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  • Writer's pictureNarelle

What about stress as an obstacle?

Last month we looked at the idea of an “Obstacle to Cure”, something that gets in the way of us being able to return to a state of good health. Essentially an obstacle to cure will limit the capacity of any treatment to help. The obvious ones are the things such as diet, exercise, smoking. Others are more subtle and insidious.

Stress is like poking the fire.

It is is a modern problem. Our busy lives are relentless with continuous high demands imposed on us by work, family, and our lifestyle. Plus demands we impose upon ourselves through our desire to accomplish and achieve. Chronic pressure takes a toll on our health and wellbeing.

So what does stress do?

Well that depends on what stage you are at and there are three of them.

Let’s call Stage 1 the “Oh Sh#t! There is a big bear chasing me”

This is the acute or alarm phase and is the firing up or initial activation of the stress response. We see the bear, our heart drops, we may do a little wee in our pants and then we promptly direct all our energy into either fighting it (not always a good option if a bear is involved), freezing (in the hope it won’t see us - again probably not the best choice), or fleeing (I recommend this one especially if you can start off stealth so it doesn't see you).

We will call Stage 2 the “Seriously! When will that bear just find another human to eat”.

This is the resistance phase and happens when stress persists. It is like a stamina phase where that bear has been chasing us for awhile and we need to adapt our response so we can keep running. Our clever body realises it could be running for awhile and releases some survival preserving hormones.

So we keep running from the bear which is probably the best choice from the selection above but it does have some other changes in our bodies including inflammation, blood pressure issues, blood sugar issues, lowered immune response and our reproductive hormones can be so disrupted we could oscillate between hot flushing like we are powering a small nation and bleeding for days (again neither great choices).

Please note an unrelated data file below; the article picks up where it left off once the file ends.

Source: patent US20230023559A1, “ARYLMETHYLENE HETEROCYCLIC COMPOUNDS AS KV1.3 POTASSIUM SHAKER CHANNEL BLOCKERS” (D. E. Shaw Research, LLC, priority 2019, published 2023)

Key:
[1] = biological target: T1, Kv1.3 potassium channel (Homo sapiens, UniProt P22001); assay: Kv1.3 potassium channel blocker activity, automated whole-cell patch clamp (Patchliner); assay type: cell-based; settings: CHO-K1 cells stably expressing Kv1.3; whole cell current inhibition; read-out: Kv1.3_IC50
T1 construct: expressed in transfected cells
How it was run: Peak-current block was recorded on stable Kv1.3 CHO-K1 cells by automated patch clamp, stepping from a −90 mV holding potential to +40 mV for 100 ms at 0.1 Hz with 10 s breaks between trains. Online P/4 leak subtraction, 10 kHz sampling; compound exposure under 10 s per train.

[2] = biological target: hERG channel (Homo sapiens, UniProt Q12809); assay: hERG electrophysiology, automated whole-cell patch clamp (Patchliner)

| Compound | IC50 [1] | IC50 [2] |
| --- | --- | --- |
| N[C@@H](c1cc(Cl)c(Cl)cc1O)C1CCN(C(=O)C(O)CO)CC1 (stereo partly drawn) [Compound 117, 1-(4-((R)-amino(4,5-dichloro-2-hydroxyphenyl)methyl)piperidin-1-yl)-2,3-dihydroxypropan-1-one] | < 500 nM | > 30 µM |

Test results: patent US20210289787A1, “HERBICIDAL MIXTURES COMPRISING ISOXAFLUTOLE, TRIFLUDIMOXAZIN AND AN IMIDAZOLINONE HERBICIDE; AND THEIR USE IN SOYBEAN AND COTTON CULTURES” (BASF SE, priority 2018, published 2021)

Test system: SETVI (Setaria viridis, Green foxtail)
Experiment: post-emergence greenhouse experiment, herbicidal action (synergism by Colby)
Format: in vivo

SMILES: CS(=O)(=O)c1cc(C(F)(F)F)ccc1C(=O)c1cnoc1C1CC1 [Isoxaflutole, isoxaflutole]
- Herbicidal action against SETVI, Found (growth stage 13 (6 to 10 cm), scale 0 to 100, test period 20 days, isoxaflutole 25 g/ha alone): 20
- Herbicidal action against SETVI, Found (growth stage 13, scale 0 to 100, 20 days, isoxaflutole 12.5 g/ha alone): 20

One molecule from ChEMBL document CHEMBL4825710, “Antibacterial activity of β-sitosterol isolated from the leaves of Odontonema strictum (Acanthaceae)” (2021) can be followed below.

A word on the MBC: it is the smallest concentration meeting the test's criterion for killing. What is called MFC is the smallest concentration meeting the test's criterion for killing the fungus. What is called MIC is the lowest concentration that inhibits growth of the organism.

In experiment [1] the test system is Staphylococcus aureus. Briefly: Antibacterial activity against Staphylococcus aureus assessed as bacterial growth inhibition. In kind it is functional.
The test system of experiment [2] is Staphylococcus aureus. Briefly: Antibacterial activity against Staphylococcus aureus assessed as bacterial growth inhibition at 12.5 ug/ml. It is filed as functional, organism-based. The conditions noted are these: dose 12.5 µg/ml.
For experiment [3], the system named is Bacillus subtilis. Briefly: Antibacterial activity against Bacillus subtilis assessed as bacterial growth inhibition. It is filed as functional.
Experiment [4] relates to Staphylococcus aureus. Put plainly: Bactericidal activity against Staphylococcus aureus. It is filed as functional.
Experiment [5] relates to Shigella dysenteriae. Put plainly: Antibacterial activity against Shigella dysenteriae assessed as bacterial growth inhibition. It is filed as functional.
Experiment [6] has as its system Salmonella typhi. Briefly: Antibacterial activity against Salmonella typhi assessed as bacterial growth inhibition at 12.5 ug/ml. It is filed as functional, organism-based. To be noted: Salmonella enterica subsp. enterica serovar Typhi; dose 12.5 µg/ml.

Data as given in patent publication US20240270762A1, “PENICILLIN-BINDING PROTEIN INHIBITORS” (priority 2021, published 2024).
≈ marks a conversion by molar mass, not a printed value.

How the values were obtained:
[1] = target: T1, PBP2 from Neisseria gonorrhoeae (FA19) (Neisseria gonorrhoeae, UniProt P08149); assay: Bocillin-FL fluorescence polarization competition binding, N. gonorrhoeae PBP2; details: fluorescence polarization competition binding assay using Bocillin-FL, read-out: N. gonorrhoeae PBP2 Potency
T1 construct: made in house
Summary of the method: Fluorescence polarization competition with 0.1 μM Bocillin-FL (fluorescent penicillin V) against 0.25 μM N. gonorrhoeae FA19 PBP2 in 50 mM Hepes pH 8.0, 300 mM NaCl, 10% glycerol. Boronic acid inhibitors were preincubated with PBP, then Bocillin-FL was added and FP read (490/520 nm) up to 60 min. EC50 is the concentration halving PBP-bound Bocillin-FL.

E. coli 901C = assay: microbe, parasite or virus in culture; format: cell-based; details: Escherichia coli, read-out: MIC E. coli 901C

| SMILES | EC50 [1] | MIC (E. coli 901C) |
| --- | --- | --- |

And then we reach Stage 3 or the “I am done! The Stupid bear can just eat me”*

We have reached exhaustion, burn out and we are knackered.

Somewhere between Stage 2 and Stage 3 we can become uninterested in life - no motivation, energy or spirit, eating salty or sugary foods, irritable and mood swings, overwhelmed, cannot think straight, headaches, no libido, PMS to kill, overweight and we keep getting sick all the time.

Did I mention fatigue is your constant companion but particularly when you wake tired after a good nights sleep?

And once people get really depleted they can cross into more medical conditions such as Chronic Fatigue Syndrome, Fibromyalgia, Chronic and recurrent infections where you just keep getting sick all the time.

Now clearly we are unlikely to come across a bear chasing us in downtown Melbourne.

So what else can cause stress?

Well really stress can be anything. It can be an emotional crisis such as the death of a loved one, a divorce or planning a wedding. It can be physical such as surgery or an accident. It can be internally driven for example your perceptions on life or your attitude toward self. Job or career challenges, job loss even promotion result in added stress. Financial pressure, raising children and life changes such as adolescence, ageing, pregnancy and menopause can result in excess stress.

And then there are the main things we are doing daily - our day to day habits like lack of sleep, poor food choices, perfectionism, feeling overwhelmed and stuck in a situation,

And the more tired and rundown we are, the more “busy” we are, the less time we have for ourselves, the more we give without replenishing, the more we eat poorly and use alcohol to take the edge off, the more stress will impact us. It is when we cannot handle the stress we start to experience the symptoms and disease of stress.

A vicious circle. A cycle we can struggle to break impacting us physically, mentally and emotionally. And just like lack of sleep (see last months blog ) it can really make it difficult to feel well and winning at life. Plus its insidious nature means we can fail to recognise it and feel like we have little control over it.

There is no quick fix cure for stress. You cannot just quit your job, run away from home or stop those you love from dying, Stress is part of our modern life and is likely to always be there in some form. What we can do is manage it without creating more stress in the process, and Naturopathy offers great support.

Don’t let stress (or sleep) be the thing preventing a happier and healthier you.

*Which in the wild it just may eat you so best to keep running.

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